How well are we doing?
In a complex operation such as this, it is important every once in a while, to review what progress has been made, what lessons may be learned, and what adjustments may be necessary to achieve our objectives.
What we have done well:
· Kept the story alive
· Secured considerable support from 3rd parties (i.e. those with no direct school connections)
· Ensured that narrative surrounding the closure is accurate and based on facts and not innuendo. No-one believes that there were child protection failings at the school, nor that it closed for financial reasons.
· Highlighted serious failings in the actions of the regulators
· Established an organisation infrastructure to ensure that staff and parents remain connected
· Established an investigative unit to uncover through FOI documentation, formal complaints, and direct questioning, the true story of what happened
· Raised funding for the production of a full-length documentary into the school closure and its impact on staff/families
· Maintained political pressure at local and national level to ensure that the needs of most pupils displaced by closure are now being met
Set against our original objectives, our progress has been encouraging.
1. To ensure that all TNS pupils are attending school/college
When TNS closed, 24 pupils lost their safe and supportive learning environment. A small number of all the pupils (3) progressed successfully to college. The majority were left without learning provision for several months.
The contrast between local authorities could not be sharper. Some were excellent and tried everything they could replace what been in place at Butterstone. PKC were given £150,000 of taxpayers money to set up their own specialist service for the 13 young people who were now their responsibility. Not only did they fail, but they did so spectacularly.
The pressure of this failure, together with the incessant and unflagging determination of the support groups and the Children’s Commissioner led to the registration of a new service at Butterstone for the pupils, despite hostility from Education Scotland and the council.
13 TNS pupils with two others who had been offered places are currently attending that brand-new school. Without this, they would be stuck at home.
In time, we hope that the residential service will also resume to meet the needs of several young people who have been out of school for the last nine months.
We have thus been partially successful in achieving this objective.
2. To ensure that a full investigation takes place into the circumstances leading to the closure of TNS.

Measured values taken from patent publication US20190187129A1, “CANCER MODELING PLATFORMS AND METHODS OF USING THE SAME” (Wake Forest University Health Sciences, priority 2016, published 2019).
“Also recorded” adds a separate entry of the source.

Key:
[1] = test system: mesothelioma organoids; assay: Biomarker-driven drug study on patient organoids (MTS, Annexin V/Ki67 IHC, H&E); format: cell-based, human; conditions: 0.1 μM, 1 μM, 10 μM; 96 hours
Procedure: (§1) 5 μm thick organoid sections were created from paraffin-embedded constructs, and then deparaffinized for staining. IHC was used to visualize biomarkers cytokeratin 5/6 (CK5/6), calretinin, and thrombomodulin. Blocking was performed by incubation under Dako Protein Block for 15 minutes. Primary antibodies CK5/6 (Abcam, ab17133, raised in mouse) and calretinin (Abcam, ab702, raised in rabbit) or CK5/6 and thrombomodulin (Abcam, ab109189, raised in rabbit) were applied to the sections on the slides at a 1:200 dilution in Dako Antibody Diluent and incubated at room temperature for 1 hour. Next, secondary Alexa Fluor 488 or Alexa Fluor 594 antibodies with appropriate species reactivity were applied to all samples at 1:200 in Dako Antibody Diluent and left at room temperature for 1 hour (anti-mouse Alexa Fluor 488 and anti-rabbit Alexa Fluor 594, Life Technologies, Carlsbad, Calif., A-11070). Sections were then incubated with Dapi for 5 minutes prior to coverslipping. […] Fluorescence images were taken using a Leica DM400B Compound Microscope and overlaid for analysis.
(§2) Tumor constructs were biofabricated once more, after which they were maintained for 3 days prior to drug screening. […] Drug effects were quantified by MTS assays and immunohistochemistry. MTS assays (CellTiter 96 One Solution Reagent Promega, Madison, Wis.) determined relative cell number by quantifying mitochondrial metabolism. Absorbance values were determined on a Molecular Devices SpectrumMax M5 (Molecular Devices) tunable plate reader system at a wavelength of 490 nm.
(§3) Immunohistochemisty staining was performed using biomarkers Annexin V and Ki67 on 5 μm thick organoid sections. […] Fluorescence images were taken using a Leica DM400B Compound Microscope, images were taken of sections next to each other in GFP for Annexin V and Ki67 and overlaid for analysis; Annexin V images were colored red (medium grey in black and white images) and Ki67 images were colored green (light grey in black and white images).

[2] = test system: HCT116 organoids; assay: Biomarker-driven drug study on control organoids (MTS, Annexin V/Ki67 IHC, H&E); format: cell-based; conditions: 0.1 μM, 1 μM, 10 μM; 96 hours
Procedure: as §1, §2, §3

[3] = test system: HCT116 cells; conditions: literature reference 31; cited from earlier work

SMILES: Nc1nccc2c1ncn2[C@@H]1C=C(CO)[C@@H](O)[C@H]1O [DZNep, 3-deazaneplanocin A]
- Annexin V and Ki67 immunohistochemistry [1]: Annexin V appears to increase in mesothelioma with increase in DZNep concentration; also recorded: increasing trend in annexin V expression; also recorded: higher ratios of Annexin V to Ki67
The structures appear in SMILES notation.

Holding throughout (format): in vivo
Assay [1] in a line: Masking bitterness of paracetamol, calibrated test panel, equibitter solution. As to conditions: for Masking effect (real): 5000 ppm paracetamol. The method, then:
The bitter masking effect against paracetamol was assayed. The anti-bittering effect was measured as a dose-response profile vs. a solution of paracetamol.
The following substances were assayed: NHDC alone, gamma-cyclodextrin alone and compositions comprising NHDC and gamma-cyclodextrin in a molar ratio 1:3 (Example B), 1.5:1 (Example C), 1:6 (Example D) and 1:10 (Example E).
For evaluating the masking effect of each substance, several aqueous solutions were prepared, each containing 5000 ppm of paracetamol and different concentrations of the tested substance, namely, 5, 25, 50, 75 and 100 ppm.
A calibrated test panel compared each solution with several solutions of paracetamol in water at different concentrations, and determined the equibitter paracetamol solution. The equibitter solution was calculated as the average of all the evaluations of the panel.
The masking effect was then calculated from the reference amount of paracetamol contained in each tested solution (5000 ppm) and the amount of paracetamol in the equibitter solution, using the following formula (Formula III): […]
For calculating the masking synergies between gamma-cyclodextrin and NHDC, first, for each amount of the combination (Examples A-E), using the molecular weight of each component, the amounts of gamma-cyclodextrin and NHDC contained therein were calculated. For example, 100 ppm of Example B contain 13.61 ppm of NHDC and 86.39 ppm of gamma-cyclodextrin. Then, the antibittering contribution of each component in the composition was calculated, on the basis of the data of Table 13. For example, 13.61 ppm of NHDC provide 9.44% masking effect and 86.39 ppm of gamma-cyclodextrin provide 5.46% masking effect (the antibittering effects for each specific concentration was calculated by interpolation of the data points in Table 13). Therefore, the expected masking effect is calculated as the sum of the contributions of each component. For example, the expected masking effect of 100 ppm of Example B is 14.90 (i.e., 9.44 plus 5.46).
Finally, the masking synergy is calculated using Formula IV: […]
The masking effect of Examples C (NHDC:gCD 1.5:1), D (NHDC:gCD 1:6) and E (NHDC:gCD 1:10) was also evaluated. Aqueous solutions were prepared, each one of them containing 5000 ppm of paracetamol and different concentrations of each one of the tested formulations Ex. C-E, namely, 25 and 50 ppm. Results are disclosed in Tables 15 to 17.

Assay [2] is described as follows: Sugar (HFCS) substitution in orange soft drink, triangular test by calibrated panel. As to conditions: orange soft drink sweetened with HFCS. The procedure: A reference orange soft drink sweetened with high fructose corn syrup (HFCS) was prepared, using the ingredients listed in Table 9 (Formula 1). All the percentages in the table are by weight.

The investigation has not yet taken place. It is now 8 months since the request was first made, and 3 months since the staff and parent support groups wrote to John Swinney.
However, it is now very clear that the grounds for refusing an inquiry are almost non-existent and that the very serious concerns about the political independence, competence and professional integrity of the regulators must be examined, as must decision-making by the Board of Governors, and the actions of the Witherslack Group.
If an investigation is refused, direct action will be taken to ensure that the TNS story receives UK-wide attention.
3. To clear the names of those wrongly accused of ‘failings’. Bill Colley has heard nothing from the GTCS in relation to the complaint lodged by Sandra Wright of the Care Inspectorate shortly after it had been demonstrated that there had been no child protection matter to report. He has requested a full hearing and invited journalists to be present.
The Care Inspectorate have refused to provide the information needed by the SSSC to investigate and clear an identical complaint against Angie, despite pleas from the union and from MSPs.
We will not change the culture in PKC, Education Scotland or the Care Inspectorate without a full inquiry, and without this other services and dedicated professionals are currently at risk.
What happened to TNS will remain in the public eye for years to come and will form part of the historical record of how Scotland’s educational system has addressed the needs of pupils with ASN.
In addition to our original aims, we now want to establish an archive to serve as a permanent reminder of what happened, and to include in this;
· the key documentation associated with the closure
· oral and video testimonies from those affected
· the story of our own campaign
· the outcome of any investigation that takes place
· independent expert evaluations of what happened
In short, much has been achieved but there is much more to do.